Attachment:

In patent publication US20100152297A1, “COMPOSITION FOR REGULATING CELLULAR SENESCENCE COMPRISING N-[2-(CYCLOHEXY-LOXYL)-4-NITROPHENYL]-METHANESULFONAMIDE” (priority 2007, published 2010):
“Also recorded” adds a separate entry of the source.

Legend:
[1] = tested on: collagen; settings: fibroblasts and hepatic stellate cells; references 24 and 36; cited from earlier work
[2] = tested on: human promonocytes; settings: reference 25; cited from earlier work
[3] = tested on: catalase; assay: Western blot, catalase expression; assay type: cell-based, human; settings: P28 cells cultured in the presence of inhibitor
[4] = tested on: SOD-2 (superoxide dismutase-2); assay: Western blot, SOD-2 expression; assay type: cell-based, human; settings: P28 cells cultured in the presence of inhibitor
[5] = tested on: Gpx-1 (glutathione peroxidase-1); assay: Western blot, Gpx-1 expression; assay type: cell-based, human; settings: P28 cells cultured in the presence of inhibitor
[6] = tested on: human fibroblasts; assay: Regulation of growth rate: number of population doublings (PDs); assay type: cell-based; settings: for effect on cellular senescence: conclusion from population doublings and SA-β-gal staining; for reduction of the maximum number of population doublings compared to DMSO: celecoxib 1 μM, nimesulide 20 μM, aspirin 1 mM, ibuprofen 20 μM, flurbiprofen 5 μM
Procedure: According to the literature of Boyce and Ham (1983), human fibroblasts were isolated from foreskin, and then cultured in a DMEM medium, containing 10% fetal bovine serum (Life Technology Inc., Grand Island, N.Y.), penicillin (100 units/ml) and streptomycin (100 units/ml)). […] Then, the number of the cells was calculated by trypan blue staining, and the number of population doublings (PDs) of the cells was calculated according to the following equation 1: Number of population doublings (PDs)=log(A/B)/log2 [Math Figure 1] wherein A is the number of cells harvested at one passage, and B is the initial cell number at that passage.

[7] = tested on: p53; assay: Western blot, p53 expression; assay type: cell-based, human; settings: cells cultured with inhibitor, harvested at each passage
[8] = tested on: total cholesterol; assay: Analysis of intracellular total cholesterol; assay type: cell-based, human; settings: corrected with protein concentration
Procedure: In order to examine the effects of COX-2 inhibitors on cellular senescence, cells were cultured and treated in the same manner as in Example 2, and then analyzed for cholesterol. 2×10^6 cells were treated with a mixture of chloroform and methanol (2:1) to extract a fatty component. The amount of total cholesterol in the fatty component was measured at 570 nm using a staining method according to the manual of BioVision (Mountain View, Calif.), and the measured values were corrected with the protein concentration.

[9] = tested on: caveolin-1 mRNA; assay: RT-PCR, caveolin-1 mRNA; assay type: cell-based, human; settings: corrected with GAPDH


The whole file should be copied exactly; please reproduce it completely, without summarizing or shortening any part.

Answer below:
In patent publication US20100152297A1, “COMPOSITION FOR REGULATING CELLULAR SENESCENCE COMPRISING N-[2-(CYCLOHEXY-LOXYL)-4-NITROPHENYL]-METHANESULFONAMIDE” (priority 2007, published 2010):
“Also recorded” adds a separate entry of the source.

Legend:
[1] = tested on: collagen; settings: fibroblasts and hepatic stellate cells; references 24 and 36; cited from earlier work
[2] = tested on: human promonocytes; settings: reference 25; cited from earlier work
[3] = tested on: catalase; assay: Western blot, catalase expression; assay type: cell-based, human; settings: P28 cells cultured in the presence of inhibitor
[4] = tested on: SOD-2 (superoxide dismutase-2); assay: Western blot, SOD-2 expression; assay type: cell-based, human; settings: P28 cells cultured in the presence of inhibitor
[5] = tested on: Gpx-1 (glutathione peroxidase-1); assay: Western blot, Gpx-1 expression; assay type: cell-based, human; settings: P28 cells cultured in the presence of inhibitor
[6] = tested on: human fibroblasts; assay: Regulation of growth rate: number of population doublings (PDs); assay type: cell-based; settings: for effect on cellular senescence: conclusion from population doublings and SA-β-gal staining; for reduction of the maximum number of population doublings compared to DMSO: celecoxib 1 μM, nimesulide 20 μM, aspirin 1 mM, ibuprofen 20 μM, flurbiprofen 5 μM
Procedure: According to the literature of Boyce and Ham (1983), human fibroblasts were isolated from foreskin, and then cultured in a DMEM medium, containing 10% fetal bovine serum (Life Technology Inc., Grand Island, N.Y.), penicillin (100 units/ml) and streptomycin (100 units/ml)). […] Then, the number of the cells was calculated by trypan blue staining, and the number of population doublings (PDs) of the cells was calculated according to the following equation 1: Number of population doublings (PDs)=log(A/B)/log2 [Math Figure 1] wherein A is the number of cells harvested at one passage, and B is the initial cell number at that passage.

[7] = tested on: p53; assay: Western blot, p53 expression; assay type: cell-based, human; settings: cells cultured with inhibitor, harvested at each passage
[8] = tested on: total cholesterol; assay: Analysis of intracellular total cholesterol; assay type: cell-based, human; settings: corrected with protein concentration
Procedure: In order to examine the effects of COX-2 inhibitors on cellular senescence, cells were cultured and treated in the same manner as in Example 2, and then analyzed for cholesterol. 2×10^6 cells were treated with a mixture of chloroform and methanol (2:1) to extract a fatty component. The amount of total cholesterol in the fatty component was measured at 570 nm using a staining method according to the manual of BioVision (Mountain View, Calif.), and the measured values were corrected with the protein concentration.

[9] = tested on: caveolin-1 mRNA; assay: RT-PCR, caveolin-1 mRNA; assay type: cell-based, human; settings: corrected with GAPDH